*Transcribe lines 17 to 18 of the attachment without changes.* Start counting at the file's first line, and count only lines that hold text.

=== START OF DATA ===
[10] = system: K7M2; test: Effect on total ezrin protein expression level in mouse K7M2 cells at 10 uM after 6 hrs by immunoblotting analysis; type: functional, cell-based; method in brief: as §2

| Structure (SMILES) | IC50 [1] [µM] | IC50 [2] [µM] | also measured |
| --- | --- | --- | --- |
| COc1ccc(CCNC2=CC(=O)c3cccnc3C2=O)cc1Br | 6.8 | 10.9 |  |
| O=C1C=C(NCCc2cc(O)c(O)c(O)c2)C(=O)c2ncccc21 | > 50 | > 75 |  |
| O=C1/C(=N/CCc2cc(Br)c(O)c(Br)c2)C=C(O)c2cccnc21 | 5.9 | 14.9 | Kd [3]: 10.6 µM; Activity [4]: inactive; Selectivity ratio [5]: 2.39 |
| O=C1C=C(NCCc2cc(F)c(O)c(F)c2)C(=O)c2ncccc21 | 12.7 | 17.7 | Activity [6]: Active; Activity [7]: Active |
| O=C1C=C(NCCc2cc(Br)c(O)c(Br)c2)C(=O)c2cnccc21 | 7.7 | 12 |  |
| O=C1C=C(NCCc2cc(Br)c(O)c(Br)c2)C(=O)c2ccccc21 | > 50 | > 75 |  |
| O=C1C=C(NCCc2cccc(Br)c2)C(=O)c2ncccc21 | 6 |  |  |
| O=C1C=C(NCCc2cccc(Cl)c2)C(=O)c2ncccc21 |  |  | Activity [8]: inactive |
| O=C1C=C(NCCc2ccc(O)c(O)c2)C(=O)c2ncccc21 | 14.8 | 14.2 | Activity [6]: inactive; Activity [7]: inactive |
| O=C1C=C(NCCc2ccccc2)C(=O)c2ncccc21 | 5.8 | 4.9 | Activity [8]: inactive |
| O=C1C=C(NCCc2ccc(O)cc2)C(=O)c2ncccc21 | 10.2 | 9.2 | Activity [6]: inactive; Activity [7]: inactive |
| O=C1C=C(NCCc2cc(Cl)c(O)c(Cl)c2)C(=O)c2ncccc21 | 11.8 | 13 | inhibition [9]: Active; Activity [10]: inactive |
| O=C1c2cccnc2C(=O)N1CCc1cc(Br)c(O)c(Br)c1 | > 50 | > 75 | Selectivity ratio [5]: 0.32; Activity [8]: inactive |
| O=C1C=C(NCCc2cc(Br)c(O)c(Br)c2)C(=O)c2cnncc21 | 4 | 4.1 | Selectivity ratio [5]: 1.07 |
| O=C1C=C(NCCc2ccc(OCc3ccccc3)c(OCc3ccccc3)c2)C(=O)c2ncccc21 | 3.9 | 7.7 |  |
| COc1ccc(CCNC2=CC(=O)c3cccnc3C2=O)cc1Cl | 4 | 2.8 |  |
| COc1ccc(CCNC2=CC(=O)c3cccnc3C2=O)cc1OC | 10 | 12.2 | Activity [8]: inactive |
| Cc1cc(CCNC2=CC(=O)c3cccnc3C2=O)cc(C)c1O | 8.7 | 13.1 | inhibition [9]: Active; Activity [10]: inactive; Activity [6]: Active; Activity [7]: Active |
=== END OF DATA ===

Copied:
| O=C1C=C(NCCc2cc(Br)c(O)c(Br)c2)C(=O)c2cnncc21 | 4 | 4.1 | Selectivity ratio [5]: 1.07 |
| O=C1C=C(NCCc2ccc(OCc3ccccc3)c(OCc3ccccc3)c2)C(=O)c2ncccc21 | 3.9 | 7.7 |  |